Nowhere in the language of count 1 can allegations be found specifying the place or facility from which the goods were taken. For this reason the count is a nullity as a charge of a federal crime and should be quashed. The defect is not one of form which will be overlooked after a verdict when no prejudice is shown. Although after a verdict every intendment should be indulged in support of the count, neither the verdict nor the evidence supporting the verdict can be used as a basis for dispensing with the rule that the indictment must state all the essential ingredients of the crime. See Hagner v. United States, 1932, 285 U.S. 427, 433, 52 S. Ct. 417, 76 L. Ed. 861; United States v. Debrow, 1953, 346 U.S. 374, 376, 74 S. Ct. 113, 98 L. Ed. 92; United States v. Tornabene, 3 Cir., 1955, 222 F.2d 875; United States v. Amorosa, 3 Cir., 1948, 167 F.2d 596, 598.
There remains appellant's conviction on count 2 of the indictment which charged an interstate transportation of stolen goods. Among the questions raised by appellant is whether the district court, in charging the jury, improperly withdrew from its consideration the determination of a fact essential to conviction. If so, the conviction cannot stand because the determination of all factual questions is for the jury.
One of the facts essential to appellant's conviction was the theft of the goods which were transported in interstate commerce. At the trial, the government introduced evidence that a theft of goods occurred and that those goods were transported in interstate commerce, but did not contend or attempt to prove that the appellant was physically present or actually participated in the theft or transportation of the goods. Generally, the government sought to implicate appellant by showing through evidence of certain conversations that he played a part in negotiations and arrangements preceding the theft and was to receive some of the stolen goods and so was guilty of aiding and abetting those who did commit the theft and transport the goods.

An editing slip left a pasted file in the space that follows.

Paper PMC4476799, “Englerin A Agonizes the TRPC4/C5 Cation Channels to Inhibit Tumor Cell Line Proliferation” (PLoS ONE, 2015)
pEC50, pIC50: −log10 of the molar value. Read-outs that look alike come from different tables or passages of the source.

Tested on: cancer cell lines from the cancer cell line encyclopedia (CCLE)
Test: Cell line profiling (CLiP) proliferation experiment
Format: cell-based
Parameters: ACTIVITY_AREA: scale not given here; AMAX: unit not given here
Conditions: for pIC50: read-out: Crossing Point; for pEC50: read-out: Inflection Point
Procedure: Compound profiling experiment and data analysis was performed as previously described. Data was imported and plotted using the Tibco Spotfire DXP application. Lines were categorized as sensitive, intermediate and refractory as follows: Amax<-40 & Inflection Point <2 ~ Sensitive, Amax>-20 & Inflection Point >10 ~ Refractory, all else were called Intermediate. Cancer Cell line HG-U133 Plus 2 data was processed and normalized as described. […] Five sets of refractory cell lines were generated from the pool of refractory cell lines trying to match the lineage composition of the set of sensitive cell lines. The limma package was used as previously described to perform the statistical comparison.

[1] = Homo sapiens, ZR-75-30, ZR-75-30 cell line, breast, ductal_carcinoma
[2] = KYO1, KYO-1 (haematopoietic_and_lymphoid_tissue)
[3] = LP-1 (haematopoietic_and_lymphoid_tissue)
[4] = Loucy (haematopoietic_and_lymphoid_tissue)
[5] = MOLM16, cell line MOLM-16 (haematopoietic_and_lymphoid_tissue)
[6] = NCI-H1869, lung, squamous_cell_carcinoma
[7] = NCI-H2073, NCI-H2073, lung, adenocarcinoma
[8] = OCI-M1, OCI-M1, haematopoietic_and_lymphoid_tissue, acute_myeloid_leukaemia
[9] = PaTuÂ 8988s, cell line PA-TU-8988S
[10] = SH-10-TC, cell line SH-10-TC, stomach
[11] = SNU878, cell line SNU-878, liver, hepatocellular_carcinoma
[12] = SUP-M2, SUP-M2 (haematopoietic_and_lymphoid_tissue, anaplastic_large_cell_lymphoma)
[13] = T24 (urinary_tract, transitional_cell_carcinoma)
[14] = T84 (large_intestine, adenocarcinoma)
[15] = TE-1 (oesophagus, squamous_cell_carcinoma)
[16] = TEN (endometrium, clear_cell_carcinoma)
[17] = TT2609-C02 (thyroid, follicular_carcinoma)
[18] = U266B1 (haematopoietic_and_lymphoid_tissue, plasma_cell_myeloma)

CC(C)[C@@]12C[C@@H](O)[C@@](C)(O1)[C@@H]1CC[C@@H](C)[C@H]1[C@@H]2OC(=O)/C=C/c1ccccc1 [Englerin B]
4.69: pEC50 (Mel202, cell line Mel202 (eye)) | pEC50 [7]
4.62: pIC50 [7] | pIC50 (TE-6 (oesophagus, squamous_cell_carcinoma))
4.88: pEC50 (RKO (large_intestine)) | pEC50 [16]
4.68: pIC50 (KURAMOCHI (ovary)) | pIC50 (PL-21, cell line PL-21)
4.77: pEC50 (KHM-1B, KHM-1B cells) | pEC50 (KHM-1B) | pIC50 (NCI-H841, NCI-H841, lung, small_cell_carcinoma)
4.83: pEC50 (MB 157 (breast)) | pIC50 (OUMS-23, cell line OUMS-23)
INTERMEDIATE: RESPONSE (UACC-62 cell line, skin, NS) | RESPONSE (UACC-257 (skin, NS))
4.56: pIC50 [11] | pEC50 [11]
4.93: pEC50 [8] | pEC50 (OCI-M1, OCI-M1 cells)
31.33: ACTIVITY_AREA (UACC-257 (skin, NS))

Appellant denied that the alleged conversations had ever taken place and testified that he knew nothing at all about the whole affair. Some of the individuals who had admitted their participation in the various transactions supported the government's version of the facts while other such individuals supported appellant's version.
The district court left to the jury the determination of whether appellant had engaged in the alleged conversations and should thereby be implicated as an aider and abettor, but did not, contends the appellant, submit the question of the theft itself to the jury.
We think appellant is correct. A reading of the complete charge indicates that it assumed that a theft had occurred and created in the jury's mind the impression that their only concern was whether appellant was implicated. There is no need to set out the full charge, which covers over 25 pages in the joint appendix. In the early part of the charge, some of the language used concerning the theft may be read as an explanation to the jury of the government's case, but this is not clear. Near the end of the charge, the court said: "I do not know of anything further that I can say to you. There isn't any use going into the question of the actual holdup and highjacking as to this defendant, because he has taken the stand and he says he knows absolutely nothing of it; that he knew nothing of the original ...